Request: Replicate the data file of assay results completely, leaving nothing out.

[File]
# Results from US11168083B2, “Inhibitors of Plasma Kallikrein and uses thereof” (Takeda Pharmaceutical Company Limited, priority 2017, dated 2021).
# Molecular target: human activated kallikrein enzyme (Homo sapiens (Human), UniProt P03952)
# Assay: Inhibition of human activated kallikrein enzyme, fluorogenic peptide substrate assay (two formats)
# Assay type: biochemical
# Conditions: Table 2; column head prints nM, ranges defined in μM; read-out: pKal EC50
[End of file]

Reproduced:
# Results from US11168083B2, “Inhibitors of Plasma Kallikrein and uses thereof” (Takeda Pharmaceutical Company Limited, priority 2017, dated 2021).
# Molecular target: human activated kallikrein enzyme (Homo sapiens (Human), UniProt P03952)
# Assay: Inhibition of human activated kallikrein enzyme, fluorogenic peptide substrate assay (two formats)
# Assay type: biochemical
# Conditions: Table 2; column head prints nM, ranges defined in μM; read-out: pKal EC50